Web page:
Mammalian gestation and pregnancy are fast evolving processes that involve the interaction of the fetal, maternal and paternal genomes. Version 1.0 of the GEneSTATION database (http://genestation.org) integrates diverse types of omics data across mammals to advance understanding of the genetic basis of gestation and pregnancy-associated phenotypes and to accelerate the translation of discoveries from model organisms to humans. GEneSTATION is built using tools from the Generic Model Organism Database project, including the biology-aware database CHADO, new tools for rapid data integration, and algorithms that streamline synthesis and user access. GEneSTATION contains curated life history information on pregnancy and reproduction from 23 high-quality mammalian genomes. For every human gene, GEneSTATION contains diverse evolutionary (e.g. gene age, population genetic and molecular evolutionary statistics), organismal (e.g. tissue-specific gene and protein expression, differential gene expression, disease phenotype), and molecular data types (e.g. Gene Ontology Annotation, protein interactions), as well as links to many general (e.g. Entrez, PubMed) and pregnancy disease-specific (e.g. PTBgene, dbPTB) databases. By facilitating the synthesis of diverse functional and evolutionary data in pregnancy-associated tissues and phenotypes and enabling their quick, intuitive, accurate and customized meta-analysis, GEneSTATION provides a novel platform for comprehensive investigation of the function and evolution of mammalian pregnancy.
© The Author(s) 2015. Published by Oxford University Press on behalf of Nucleic Acids Research.
Flecainide blocks ryanodine receptor type 2 (RyR2) channels in the open state, suppresses arrhythmogenic Ca2+ waves and prevents catecholaminergic polymorphic ventricular tachycardia (CPVT) in mice and humans. We hypothesized that differences in RyR2 activity induced by CPVT mutations determines the potency of open-state RyR2 blockers like flecainide (FLEC) and R-propafenone (RPROP) against Ca2+ waves in cardiomyocytes. Using confocal microscopy, we studied Ca2+ sparks and waves in isolated saponin-permeabilized ventricular myocytes from two CPVT mouse models (Casq2-/-, RyR2-R4496C+/-), wild-type (c57bl/6, WT) mice, and WT rabbits (New Zealand white rabbits). Consistent with increased RyR2 activity, Ca2+ spark and wave frequencies were significantly higher in CPVT compared to WT mouse myocytes. We next obtained concentration-response curves of Ca2+ wave inhibition for FLEC, RPROP (another open-state RyR2 blocker), and tetracaine (TET) (a state-independent RyR2 blocker). Both FLEC and RPROP inhibited Ca2+ waves with significantly higher potency (lower IC50) and efficacy in CPVT compared to WT. In contrast, TET had similar potency in all groups studied. Increasing RyR2 activity of permeabilized WT myocytes by exposure to caffeine (150 µM) increased the potency of FLEC and RPROP but not of TET. RPROP and FLEC were also significantly more potent in rabbit ventricular myocytes that intrinsically exhibit higher Ca2+ spark rates than WT mouse ventricular myocytes. In conclusion, RyR2 activity determines the potency of open-state blockers FLEC and RPROP for suppressing arrhythmogenic Ca2+ waves in cardiomyocytes, a mechanism likely relevant to antiarrhythmic drug efficacy in CPVT.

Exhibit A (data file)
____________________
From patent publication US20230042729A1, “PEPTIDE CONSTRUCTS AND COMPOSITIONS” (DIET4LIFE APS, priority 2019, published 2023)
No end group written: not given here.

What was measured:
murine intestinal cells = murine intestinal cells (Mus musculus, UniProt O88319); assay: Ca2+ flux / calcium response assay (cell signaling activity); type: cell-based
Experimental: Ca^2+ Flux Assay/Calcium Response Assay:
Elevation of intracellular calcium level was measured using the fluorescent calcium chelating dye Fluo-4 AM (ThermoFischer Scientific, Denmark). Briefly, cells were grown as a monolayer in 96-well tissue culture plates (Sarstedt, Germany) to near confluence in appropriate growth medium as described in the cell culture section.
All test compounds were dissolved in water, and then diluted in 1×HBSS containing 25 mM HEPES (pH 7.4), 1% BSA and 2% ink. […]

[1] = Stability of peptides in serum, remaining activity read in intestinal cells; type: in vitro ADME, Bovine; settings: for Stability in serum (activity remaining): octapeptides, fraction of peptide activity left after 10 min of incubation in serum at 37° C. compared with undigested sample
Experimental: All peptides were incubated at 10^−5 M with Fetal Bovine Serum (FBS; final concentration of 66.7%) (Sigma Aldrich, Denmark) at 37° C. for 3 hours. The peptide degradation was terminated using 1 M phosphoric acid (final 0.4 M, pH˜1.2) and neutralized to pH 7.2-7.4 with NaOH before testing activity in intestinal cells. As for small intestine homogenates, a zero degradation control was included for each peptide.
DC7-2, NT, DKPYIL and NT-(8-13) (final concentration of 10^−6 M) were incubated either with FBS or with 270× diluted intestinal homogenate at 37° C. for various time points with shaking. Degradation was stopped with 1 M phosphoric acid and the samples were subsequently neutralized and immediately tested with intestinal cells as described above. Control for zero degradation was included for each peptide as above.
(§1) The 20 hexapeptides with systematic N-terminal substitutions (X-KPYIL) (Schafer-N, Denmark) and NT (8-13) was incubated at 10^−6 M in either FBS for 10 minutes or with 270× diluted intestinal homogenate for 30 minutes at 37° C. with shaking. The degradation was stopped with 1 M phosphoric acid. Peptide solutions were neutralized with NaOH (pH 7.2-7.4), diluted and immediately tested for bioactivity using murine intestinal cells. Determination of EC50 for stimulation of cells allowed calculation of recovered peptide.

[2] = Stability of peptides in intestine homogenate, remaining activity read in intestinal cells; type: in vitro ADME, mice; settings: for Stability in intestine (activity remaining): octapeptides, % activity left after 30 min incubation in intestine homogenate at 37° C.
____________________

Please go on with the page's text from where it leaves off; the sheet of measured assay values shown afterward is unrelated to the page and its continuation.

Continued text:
Autologous vein grafts are commonly used for coronary and peripheral artery bypass but have a high incidence of intimal hyperplasia (IH) and failure. We present a nanopolyplex (NP) approach that efficiently delivers a mitogen-activated protein kinase (MAPK)-activated protein (MAPKAP) kinase 2 inhibitory peptide (MK2i) to graft tissue to improve long-term patency by inhibiting pathways that initiate IH. In vitro testing in human vascular smooth muscle cells revealed that formulation into MK2i-NPs increased cell internalization, endosomal escape, and intracellular half-life of MK2i. This efficient delivery mechanism enabled MK2i-NPs to sustain potent inhibition of inflammatory cytokine production and migration in vascular cells. In intact human saphenous vein, MK2i-NPs blocked inflammatory and migratory signaling, as confirmed by reduced phosphorylation of the posttranscriptional gene regulator heterogeneous nuclear ribonucleoprotein A0, the transcription factor cAMP (adenosine 3',5'-monophosphate) element-binding protein, and the chaperone heat shock protein 27. The molecular effects of MK2i-NPs caused functional inhibition of IH in human saphenous vein cultured ex vivo. In a rabbit vein transplant model, a 30-min intraoperative graft treatment with MK2i-NPs significantly reduced in vivo IH 28 days posttransplant compared with untreated or free MK2i-treated grafts. The decrease in IH in MK2i-NP-treated grafts in the rabbit model also corresponded with decreased cellular proliferation and maintenance of the vascular wall smooth muscle cells in a more contractile phenotype. These data indicate that nanoformulated MK2 inhibitors are a promising strategy for preventing graft failure.
Copyright © 2015, American Association for the Advancement of Science.